Disappearing Traffic: Finding Traffic Congestion Solutions
Have you ever wished “someone would do something about the traffic”? This cause is about having better mobility with fewer vehicle trips.International
WHO IS RESPONSIBLE FOR ‘DOING SOMETHING ABOUT THE TRAFFIC’?
You probably thought that someone was already responsible for ‘doing something about the traffic’, and that somehow your tax dollars were already at work fixing this problem. And that is true, but as you can see on your roads every day: the experts and tax dollars are not fixing the problem. The thinking that got us into this situation is not getting us out of it. New thinking is needed but the decision-makers and allocators of funds do not choose to allocate money to support truly new thinking.
WHAT I’M DOING
So I’m trying to do something about the traffic. For this I am doing several things including:
Chairing and leading the Ridesharing Institute, exploring existing knowledge and developing new concepts, attending meetings and conferences and writing papers and articles.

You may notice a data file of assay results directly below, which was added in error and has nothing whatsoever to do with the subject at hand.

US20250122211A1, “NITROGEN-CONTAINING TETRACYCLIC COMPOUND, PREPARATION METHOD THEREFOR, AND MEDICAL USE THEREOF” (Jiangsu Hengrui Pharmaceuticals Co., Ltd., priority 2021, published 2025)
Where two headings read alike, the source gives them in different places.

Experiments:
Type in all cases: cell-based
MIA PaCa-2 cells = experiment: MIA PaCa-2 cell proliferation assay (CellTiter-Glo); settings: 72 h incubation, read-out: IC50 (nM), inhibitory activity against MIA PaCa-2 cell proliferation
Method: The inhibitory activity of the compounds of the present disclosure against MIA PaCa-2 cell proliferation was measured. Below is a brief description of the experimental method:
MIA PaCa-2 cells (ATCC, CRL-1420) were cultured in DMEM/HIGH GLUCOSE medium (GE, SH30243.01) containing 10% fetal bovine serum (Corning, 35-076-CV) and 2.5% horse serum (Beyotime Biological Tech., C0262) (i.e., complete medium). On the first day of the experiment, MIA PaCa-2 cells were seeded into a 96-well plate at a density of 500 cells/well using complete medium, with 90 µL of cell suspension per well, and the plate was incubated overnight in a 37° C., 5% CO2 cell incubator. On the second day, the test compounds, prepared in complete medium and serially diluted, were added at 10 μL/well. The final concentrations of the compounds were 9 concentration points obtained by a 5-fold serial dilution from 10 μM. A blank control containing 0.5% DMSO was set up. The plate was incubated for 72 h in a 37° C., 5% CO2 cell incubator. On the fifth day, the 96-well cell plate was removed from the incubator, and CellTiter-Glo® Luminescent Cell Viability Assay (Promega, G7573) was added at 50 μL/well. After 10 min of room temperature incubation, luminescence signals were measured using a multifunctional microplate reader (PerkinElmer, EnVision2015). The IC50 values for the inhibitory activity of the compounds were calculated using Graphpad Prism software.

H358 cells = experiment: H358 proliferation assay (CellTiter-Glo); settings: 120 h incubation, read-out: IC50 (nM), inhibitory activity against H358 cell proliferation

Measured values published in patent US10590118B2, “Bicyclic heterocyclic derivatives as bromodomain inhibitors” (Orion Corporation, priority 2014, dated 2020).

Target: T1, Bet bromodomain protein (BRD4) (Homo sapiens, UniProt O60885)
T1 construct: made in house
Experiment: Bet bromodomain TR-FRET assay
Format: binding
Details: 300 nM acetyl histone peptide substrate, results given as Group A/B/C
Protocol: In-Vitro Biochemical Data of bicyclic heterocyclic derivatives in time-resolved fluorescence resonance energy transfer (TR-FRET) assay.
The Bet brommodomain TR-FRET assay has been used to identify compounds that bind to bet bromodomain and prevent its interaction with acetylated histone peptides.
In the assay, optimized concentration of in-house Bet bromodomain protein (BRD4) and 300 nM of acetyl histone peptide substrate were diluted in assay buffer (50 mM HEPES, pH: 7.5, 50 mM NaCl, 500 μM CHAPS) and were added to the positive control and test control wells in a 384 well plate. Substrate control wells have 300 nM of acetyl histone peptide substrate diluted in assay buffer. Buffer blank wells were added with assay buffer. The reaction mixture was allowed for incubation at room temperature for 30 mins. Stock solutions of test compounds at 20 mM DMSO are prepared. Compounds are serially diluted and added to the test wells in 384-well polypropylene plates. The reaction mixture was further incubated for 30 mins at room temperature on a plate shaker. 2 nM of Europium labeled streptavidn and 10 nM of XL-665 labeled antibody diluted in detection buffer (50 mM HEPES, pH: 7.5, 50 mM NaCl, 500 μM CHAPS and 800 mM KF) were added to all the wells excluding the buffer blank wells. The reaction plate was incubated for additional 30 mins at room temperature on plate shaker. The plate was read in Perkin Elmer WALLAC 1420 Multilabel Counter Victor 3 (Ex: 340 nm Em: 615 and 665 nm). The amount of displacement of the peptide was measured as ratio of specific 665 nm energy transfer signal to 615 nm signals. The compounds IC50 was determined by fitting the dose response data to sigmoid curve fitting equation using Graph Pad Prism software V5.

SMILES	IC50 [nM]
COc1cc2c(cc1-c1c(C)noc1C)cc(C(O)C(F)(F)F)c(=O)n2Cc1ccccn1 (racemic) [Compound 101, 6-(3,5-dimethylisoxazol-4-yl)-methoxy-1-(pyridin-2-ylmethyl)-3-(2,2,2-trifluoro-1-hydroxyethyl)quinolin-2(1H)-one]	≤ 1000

Over the past decade I have built up a solid list of publications, conference presentations, and stories in newspapers and magazines, and a network of people who think that the status quo is not quite right.
Collectively you could say that we are the size of a flea on an elephant, compared with the road-building and public transport lobby - but movements have to start somewhere. At the moment you could say that we are building the case for change.
WHY I’M DOING IT
My work in this field began with an idea for a solution – express carpooling – that we, my business partner John Pearce and I, thought would help reduce the traffic. We thought that reducing the traffic would be a good idea – it is called for in every city transportation plan.
What we found was that decision-makers have very specific ideas about what solutions should look like, and they reject alternative solutions that do not meet their preconceived ideas. They are the gatekeepers of both funding and permissions for trying new ideas.
Since this model is clearly not working (not much innovation is happening, and congestion continues to be a problem), I decided to develop as full an understanding as I could about why, as a first step to bringing about change, and then I looked around for like-minded people who also think such an effort is needed.